Last November, Mainers rejected a bond proposal of $11.3 million for the University of Maine System, the Community Colleges and the Maine Maritime Academy by about 16,000 votes. This fall, voters will be asked to approve three separate bonds for the institutions that total $35.5 million.
Mark Brewer, a political science professor at the University of Maine, says voters tend to look at bond proposals skeptically, and need to be convinced that the borrowing is worthwhile.
"First and foremost, people who want the higher education bonds to pass need to marshal some resources and concentrate their efforts on making the case to Maine voters why these bonds are essential and why they should vote to support them," Brewer says.
Brewer says if past voter trends are any indication, putting three separate higher education questions on the ballot increases the likelihood that one or more will be rejected.
"I do think of the five bonds that are going to be on there, the three higher education ones are the ones that have the biggest chance of being rejected," he says.
Supporters of the bonds acknowledge that they'll have to educate voter in advance of Election Day, and are setting up campaign groups to deliver their messages. Bill Brennan is the president of Maine Maritime Academy, which would benefit from the smallest borrowing request on the ballot - $4.5 million - that would help fund a new building.
"It's going to require a campaign, absolutely," Brennan says. "And we are going to be aggressive about that, and really work hard to tell the story of Maine Maritime Academy and why it is important to the state of Maine."
Dana Connors (right), president of the Maine Chamber of Commerce, says the business community supports all five bond proposals, and will join in efforts to convince voters that they are a good investment in Maine's future.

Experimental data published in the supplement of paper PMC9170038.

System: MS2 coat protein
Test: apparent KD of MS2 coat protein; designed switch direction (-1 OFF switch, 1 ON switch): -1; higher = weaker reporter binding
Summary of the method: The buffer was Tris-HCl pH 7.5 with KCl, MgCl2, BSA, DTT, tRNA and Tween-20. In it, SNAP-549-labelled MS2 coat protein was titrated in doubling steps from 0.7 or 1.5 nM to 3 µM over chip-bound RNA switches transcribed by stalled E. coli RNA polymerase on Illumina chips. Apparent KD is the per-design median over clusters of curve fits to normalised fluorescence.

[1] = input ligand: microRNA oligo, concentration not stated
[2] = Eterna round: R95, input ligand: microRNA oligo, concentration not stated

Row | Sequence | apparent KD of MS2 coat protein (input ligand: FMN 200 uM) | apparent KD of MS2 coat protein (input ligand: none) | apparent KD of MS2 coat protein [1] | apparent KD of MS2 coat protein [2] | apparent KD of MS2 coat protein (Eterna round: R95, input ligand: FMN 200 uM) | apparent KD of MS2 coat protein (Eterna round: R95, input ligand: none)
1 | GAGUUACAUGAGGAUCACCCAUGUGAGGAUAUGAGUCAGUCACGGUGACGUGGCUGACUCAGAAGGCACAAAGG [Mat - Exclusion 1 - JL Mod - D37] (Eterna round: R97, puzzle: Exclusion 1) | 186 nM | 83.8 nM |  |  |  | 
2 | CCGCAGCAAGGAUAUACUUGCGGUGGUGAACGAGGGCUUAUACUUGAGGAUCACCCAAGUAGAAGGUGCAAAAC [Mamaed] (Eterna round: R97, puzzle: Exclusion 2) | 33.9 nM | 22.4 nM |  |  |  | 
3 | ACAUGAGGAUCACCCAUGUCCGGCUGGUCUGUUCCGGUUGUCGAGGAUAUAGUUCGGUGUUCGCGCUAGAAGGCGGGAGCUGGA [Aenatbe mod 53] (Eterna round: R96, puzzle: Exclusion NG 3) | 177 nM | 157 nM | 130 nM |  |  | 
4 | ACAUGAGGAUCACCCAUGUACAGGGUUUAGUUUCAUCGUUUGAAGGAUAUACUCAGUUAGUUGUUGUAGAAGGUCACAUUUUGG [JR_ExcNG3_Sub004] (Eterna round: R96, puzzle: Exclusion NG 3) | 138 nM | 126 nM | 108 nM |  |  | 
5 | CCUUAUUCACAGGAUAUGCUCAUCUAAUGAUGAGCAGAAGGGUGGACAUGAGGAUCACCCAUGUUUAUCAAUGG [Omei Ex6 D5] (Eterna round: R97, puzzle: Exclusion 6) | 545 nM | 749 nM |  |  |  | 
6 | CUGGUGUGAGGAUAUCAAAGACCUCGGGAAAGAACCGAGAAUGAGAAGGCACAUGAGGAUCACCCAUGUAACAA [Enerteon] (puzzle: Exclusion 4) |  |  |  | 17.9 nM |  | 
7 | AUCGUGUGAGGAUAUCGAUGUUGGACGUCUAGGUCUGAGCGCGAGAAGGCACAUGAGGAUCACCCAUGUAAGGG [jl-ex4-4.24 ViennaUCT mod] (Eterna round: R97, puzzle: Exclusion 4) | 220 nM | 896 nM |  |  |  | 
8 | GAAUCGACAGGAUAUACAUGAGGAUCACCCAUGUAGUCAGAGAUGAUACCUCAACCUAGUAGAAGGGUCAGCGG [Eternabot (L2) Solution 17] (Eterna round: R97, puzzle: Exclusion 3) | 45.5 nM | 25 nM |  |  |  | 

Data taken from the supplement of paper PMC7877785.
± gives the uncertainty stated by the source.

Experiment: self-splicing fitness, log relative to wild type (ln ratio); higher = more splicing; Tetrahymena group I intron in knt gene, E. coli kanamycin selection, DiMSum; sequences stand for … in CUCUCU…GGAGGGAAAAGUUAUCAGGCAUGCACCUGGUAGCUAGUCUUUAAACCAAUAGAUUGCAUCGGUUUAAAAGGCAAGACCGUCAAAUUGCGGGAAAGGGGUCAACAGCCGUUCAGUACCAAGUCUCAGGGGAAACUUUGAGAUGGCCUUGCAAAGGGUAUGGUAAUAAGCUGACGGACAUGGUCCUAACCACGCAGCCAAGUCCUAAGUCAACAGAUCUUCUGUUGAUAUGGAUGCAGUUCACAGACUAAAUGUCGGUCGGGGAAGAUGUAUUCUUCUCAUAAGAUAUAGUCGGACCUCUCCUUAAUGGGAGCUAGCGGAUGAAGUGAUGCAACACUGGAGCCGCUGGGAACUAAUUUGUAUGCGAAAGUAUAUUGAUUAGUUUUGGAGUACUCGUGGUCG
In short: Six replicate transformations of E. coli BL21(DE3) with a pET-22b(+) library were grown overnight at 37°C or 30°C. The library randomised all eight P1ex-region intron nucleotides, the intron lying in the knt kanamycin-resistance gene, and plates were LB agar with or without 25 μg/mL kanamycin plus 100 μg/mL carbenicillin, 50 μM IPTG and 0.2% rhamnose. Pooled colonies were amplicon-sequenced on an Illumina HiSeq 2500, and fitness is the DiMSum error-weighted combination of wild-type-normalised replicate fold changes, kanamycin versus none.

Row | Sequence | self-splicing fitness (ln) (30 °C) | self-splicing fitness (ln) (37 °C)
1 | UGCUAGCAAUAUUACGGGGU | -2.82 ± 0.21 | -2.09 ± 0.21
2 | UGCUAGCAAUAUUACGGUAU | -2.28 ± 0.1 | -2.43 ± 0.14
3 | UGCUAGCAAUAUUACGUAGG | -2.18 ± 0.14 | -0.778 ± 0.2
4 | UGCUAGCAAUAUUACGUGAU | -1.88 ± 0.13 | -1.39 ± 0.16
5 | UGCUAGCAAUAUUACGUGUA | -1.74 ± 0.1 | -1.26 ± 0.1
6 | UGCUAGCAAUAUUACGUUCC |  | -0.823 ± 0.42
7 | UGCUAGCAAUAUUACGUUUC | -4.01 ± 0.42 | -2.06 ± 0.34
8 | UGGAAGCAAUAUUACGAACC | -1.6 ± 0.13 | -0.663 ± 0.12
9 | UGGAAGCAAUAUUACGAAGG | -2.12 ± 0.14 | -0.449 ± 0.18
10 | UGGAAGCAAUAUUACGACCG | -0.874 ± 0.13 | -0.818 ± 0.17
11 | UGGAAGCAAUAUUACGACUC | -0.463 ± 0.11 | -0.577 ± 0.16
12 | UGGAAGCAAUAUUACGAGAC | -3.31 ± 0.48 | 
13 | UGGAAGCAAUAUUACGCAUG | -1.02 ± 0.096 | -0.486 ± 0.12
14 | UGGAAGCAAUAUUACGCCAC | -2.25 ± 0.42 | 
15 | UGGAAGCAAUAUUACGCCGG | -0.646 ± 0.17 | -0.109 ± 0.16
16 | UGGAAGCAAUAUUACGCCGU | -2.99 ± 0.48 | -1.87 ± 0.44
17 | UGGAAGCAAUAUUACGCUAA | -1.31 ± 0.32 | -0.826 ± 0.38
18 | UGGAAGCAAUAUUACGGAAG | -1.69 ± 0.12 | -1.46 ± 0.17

"Mainers are skeptical, and I think that's been inherently good because they have a desire and a need to know what is behind the question and the value it brings, the importance it has for the people and the economy," Connors says.
Connors says that without an effort to sell the benefits of the bonds, supporters could see a repeat of last year's vote.
"There has to be a real ground - a grassroots groundwork on display here, and educating and informing, and having people understand the impact that this brings, the promise that it holds," Connors says. "Otherwise history could repeat itself."
Brewer says the $100 million transportation bond and the $14 million bond to upgrade state armories would probably pass without a campaign. He says voters have long supported transportation bonds by wide margins, and have a long tradition of also supporting the military.
But Maria Fuentes of the Maine Better Transportation Association says her group is not taking anything for granted.
"Nobody is even going to think about this during the month of September," Fuentes says. "And in October, if we don't let people know that there is a vote, and there is a reason to go to the polling places and cast a vote in favor - we can't take that for granted, we need to make sure we get our message out."
And time is of the essence, as lawmakers only just approved the ballot questions last week, and supporters are scrambling to raise money for their campaign efforts. All are concerned that voter turnout will be sparse in an off-year election, with only the bond issues on the November ballot.
Photo: Mal Leary